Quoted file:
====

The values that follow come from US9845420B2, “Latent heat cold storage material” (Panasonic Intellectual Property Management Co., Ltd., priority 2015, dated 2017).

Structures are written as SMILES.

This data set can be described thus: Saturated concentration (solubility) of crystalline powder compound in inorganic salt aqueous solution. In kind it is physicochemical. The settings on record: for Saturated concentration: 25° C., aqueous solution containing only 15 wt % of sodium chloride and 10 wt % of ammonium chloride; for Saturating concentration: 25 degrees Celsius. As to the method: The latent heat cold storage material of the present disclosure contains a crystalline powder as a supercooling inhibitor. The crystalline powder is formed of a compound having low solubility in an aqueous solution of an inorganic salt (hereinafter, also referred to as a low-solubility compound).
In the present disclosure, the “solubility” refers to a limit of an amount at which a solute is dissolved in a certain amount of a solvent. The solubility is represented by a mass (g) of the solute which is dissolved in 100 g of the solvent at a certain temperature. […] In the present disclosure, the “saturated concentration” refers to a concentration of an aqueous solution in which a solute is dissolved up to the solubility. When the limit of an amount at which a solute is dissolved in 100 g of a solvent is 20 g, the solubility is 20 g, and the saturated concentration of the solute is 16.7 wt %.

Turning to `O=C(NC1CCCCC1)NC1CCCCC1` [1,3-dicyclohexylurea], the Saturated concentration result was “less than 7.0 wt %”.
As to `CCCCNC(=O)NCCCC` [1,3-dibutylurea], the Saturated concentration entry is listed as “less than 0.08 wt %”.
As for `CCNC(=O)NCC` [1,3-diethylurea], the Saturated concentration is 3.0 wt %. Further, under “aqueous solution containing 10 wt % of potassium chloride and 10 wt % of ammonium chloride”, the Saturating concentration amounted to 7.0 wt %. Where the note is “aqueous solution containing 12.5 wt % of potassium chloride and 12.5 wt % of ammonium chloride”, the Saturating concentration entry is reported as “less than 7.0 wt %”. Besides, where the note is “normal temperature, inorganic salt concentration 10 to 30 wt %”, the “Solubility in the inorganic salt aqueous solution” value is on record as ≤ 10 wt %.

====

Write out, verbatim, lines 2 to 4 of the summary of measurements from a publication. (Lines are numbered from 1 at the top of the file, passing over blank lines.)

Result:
Structures are written as SMILES.

This data set can be described thus: Saturated concentration (solubility) of crystalline powder compound in inorganic salt aqueous solution. In kind it is physicochemical. The settings on record: for Saturated concentration: 25° C., aqueous solution containing only 15 wt % of sodium chloride and 10 wt % of ammonium chloride; for Saturating concentration: 25 degrees Celsius. As to the method: The latent heat cold storage material of the present disclosure contains a crystalline powder as a supercooling inhibitor. The crystalline powder is formed of a compound having low solubility in an aqueous solution of an inorganic salt (hereinafter, also referred to as a low-solubility compound).
In the present disclosure, the “solubility” refers to a limit of an amount at which a solute is dissolved in a certain amount of a solvent. The solubility is represented by a mass (g) of the solute which is dissolved in 100 g of the solvent at a certain temperature. […] In the present disclosure, the “saturated concentration” refers to a concentration of an aqueous solution in which a solute is dissolved up to the solubility. When the limit of an amount at which a solute is dissolved in 100 g of a solvent is 20 g, the solubility is 20 g, and the saturated concentration of the solute is 16.7 wt %.